McMillan may never recover

Any company that relies so heavily on a tax break for its earnings should attract a hefty discount.

It has become the great Federal Election proxy. But the risk associated with McMillan Shakespeare's (MMS) business model now has become painfully apparent.

The car leasing and salary packaging operation was trading north of $18 when the Prime Minister Kevin Rudd announced changes to the Fringe Benefits Tax in the early phase of the election campaign in mid July.

Since it resumed trading in late July, it has leapt from $7 to yesterday's $13.14 close as the prospects of a Coalition win on the weekend lifted and after yesterday's announcement from the Opposition that it would not implement the Rudd Government's proposed changes if it assumes power (see McMillan Shakespeare: tragedy or farce?).

That announcement yesterday helped drive McMillan Shakespeare's stock 8.5% higher.

From an operational perspective, the uncertainty of the past few months may help lift McMillan Shakespeare earnings. Unlike many of its competitors, It has resisted the urge to lay off large numbers of its staff, thereby putting it in a stronger position with the possibility that it may increase market share and lift revenue.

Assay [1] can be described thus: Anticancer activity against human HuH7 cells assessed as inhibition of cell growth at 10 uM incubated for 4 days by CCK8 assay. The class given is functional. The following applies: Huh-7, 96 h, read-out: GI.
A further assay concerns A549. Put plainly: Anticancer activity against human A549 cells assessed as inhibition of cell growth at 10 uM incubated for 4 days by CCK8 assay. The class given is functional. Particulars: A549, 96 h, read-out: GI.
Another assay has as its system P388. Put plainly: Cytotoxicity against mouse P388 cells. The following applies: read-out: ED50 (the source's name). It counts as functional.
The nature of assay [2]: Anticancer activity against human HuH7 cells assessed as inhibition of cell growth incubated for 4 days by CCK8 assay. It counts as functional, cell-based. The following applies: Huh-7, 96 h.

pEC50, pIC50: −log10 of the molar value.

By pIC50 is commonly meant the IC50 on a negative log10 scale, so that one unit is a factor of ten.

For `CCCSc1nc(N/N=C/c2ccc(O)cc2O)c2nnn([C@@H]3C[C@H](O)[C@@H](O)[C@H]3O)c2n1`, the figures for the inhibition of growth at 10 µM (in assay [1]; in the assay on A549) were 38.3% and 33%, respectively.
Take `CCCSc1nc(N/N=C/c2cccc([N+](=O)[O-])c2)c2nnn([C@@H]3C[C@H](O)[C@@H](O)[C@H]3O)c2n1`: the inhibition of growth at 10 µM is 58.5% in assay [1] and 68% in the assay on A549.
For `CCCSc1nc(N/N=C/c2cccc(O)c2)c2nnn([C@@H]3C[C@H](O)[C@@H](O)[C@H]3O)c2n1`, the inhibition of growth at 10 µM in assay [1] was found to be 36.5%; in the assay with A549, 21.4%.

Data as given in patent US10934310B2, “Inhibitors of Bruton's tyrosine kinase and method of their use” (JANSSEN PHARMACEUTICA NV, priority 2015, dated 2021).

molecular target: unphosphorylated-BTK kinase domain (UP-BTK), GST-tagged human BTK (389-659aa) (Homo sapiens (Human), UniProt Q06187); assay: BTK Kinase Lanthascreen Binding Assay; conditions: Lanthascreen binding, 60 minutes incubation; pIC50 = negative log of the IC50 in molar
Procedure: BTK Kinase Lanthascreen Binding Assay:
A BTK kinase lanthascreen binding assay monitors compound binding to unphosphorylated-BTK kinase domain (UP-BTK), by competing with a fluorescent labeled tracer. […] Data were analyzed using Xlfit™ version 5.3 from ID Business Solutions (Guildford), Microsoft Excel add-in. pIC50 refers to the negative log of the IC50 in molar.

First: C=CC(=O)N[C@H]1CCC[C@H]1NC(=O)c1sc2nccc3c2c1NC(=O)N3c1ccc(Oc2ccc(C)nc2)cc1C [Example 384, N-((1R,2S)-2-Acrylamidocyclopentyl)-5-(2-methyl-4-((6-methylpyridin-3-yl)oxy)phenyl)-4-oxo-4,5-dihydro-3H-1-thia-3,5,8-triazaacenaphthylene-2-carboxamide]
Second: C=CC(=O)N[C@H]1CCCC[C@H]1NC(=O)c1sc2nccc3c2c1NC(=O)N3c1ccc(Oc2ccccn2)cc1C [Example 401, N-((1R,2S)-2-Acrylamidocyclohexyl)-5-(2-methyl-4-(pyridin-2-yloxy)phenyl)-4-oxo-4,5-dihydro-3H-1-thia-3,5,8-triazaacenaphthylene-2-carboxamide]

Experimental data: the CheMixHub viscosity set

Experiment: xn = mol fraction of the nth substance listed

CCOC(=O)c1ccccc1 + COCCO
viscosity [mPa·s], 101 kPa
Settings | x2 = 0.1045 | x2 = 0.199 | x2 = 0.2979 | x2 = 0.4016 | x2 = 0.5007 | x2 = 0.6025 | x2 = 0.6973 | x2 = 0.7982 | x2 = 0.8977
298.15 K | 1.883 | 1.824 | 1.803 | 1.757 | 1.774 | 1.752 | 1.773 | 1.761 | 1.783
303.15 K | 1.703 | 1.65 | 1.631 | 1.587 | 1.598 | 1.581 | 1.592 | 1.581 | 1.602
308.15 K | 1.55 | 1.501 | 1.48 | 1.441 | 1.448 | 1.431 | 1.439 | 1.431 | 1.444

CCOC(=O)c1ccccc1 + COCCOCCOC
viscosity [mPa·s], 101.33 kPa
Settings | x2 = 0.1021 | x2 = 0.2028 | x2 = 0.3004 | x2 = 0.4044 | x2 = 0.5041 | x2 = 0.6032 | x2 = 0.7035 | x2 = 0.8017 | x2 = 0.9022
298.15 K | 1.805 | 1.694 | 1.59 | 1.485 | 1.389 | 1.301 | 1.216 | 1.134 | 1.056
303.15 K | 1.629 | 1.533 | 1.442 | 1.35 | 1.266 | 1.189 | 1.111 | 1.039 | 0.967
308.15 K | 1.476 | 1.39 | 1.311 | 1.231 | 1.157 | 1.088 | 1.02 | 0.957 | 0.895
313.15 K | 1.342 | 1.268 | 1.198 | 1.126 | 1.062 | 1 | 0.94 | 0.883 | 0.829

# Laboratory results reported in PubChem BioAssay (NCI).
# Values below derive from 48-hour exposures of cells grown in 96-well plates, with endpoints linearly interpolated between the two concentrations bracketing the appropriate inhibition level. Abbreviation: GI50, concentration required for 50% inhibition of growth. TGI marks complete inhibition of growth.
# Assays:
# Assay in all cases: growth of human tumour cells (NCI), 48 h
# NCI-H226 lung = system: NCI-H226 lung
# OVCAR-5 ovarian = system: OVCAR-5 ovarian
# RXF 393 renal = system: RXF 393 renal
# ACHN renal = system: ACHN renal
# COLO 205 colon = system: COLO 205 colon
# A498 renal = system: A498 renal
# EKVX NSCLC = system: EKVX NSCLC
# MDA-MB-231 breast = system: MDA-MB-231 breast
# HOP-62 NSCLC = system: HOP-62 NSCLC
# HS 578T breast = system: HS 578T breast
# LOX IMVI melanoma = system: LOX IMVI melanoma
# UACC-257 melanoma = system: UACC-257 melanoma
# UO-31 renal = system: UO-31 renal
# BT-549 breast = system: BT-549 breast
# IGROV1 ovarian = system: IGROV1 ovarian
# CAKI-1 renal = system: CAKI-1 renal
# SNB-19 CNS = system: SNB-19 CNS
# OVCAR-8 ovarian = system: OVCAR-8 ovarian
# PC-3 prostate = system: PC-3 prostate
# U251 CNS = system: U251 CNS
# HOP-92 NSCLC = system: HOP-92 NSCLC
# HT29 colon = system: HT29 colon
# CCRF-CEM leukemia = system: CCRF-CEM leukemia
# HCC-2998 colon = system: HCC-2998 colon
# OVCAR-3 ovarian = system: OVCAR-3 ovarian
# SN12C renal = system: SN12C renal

But from the viewpoint of an investor, the cat is now out of the bag when it comes to the risks associated with the business.

Any business that relies on the whim of government regulation – and particularly a tax break – is exposed to the possibility of that tax break being removed.

That increased risk profile will weigh heavily on McMillan Shakespeare's stock price and investors – at least in the short to medium term – are likely to attach a discount to the company, inhibiting its ability to return to its once lofty premium.

While this week's assurances from the Opposition that it will maintain the tax break should not be dismissed, assurances from politicians of any persusasion should be treated with caution, particularly when it comes to cars, a domestic industry in obvious long term decline.

Any future government looking to shore up its budget position will find it difficult to argue that some taxpayers should fund other taxpayers to buy new cars.